This guest post has been provided by?HARTMANN. Opinions are of the author.
How to manage incontinence, and how HARTMANN?S incontinence products can help.
During pregnancy, it is usual for many women to experience some degree of incontinence, which can be defined as the involuntary loss of urine. For some pregnant women, this is mild and infrequent but for others, it can be a regular occurrence. Many women manage this incontinence with a mix of pelvic floor exercises and incontinence products ware specifically for urine loss can be used such as HARTMANN incontinence pads. For others, medication may also be needed to calm an overactive bladder.
Incontinence during and after pregnancy
The type of incontinence that many pregnant women experience is known as stress incontinence. This means an involuntary escape of urine as the result of pressure on the bladder.
The pressure in the abdomen from the growing baby can cause some women to suffer from a temporary condition known as an overactive bladder. This means they experience the urge to urinate frequently, with the urethra also being affected. The muscles surrounding this tube hold the urine in but, with a particular strong bladder contraction, they are overridden thus leading to incontinence.
As well as an overactive bladder, other causes of stress incontinence can be laughing, coughing or sneezing. These can all cause an involuntary escape of urine, especially in the later stages of pregnancy when the pressure and weight of the growing baby on the bladder is significant.
In many cases, pregnant women manage stress incontinence easily by using incontinence pads specifically for minor bladder leakage from HARTMANN incontinence products range. In many cases, any incontinence issues that were apparent during pregnancy are no longer an issue after birth.
That said it is not uncommon for women to suffer some kind of incontinence issues as birth weakens the pelvic floor muscles. These muscles are like a sling, stretching from one side of the body to the other.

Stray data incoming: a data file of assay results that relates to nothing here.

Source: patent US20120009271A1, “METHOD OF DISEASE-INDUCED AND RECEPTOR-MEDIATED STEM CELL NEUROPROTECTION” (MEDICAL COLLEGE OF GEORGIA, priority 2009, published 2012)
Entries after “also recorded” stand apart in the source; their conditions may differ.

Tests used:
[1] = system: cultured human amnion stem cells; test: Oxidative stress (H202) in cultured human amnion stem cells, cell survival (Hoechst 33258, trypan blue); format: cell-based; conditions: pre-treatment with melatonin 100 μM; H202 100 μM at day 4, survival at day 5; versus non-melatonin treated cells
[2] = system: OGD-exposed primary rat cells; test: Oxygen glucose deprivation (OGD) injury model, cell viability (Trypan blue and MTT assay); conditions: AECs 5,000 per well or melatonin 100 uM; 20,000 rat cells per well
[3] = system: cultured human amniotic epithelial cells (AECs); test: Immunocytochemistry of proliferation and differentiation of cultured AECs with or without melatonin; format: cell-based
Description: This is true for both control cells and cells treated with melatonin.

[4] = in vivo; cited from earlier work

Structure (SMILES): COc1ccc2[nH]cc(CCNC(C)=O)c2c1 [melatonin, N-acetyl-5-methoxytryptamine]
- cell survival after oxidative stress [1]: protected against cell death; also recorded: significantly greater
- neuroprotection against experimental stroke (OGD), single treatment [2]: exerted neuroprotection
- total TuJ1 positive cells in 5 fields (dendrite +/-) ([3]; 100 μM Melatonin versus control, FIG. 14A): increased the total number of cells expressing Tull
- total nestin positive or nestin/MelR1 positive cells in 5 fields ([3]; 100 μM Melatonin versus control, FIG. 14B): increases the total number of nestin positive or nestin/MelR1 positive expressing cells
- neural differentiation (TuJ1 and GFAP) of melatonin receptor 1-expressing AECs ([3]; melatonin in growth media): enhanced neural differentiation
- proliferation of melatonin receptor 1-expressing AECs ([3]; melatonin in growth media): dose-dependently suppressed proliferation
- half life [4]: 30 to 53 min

Childbirth can also mean that incontinence is a by-product of procedures and other issues, such as:
- Damage to the nerves that control the bladder
- The urethra and/or bladder may have moved during pregnancy
- The pelvic floor muscle may have been cut during birth to allow the baby to come through easier; this is known as an episiotomy
Can incontinence be treated?
In most cases of stress incontinence, there are methods and treatments that can be effective and useful. If you are pregnant, and suffering from incontinence, talk to your midwife or doctor about what you can do about it.
Some women find that making frequent visits to the loo, even when they do not have the urge to urinate can help to prevent accidental or involuntary leakage.
There are medications too, that can be used to control an overactive bladder if managing incontinence is becoming more difficult.
There are also exercises that pregnant women can do, called pelvic floor muscle exercises, that can help to strengthen the pelvic floor muscles, reducing involuntary leakage.
For many women, the obvious answer lays in using incontinence ware that protects their clothing and is also hygienic in preventing soreness and smell too. HARTMANN incontinence products, for example, are discreet, helping to manage odour and a good quality product.
A problem that can be managed and eliminated
In cases of stress incontinence, it is not inevitable that a pregnant women or new mother should continue to suffer from it. Pelvic floor muscle exercises are simple and straightforward to do.
They require no special equipment and can be performed anywhere, at any time. With your bottom, thigh and abdomen relaxed, tighten the pelvic floor muscle. The feeling is similar to tightening and pulling the muscle upward and inward.
Some women are unsure if they are doing it right but with perseverance and practice, you will soon learn the technique. Tighten the muscles, hold for ten seconds, and then relax it for ten seconds.
Perform ten reps of this exercise, around three times a day such as once in the morning, the afternoon and the final set of 10 in the evening.
Seeing a health professional
In some cases, incontinence can be a clinical issue that requires intervention. If you are unsure, or the incontinence significantly increases it could be the sign of a urinary tract infection, also known as a UTI.
Always talk to your midwife, doctor or another health professional at any time if you are worried or concerned.
Working with both private customers, as well as a range of health professionals and businesses within the care sector HARTMANN Direct are aware of the impact that incontinence can have on the lives of pregnant women. A condition that will improve and can be managed is not that should hold embarrassment, which is why aspects of ordering from them are discreet.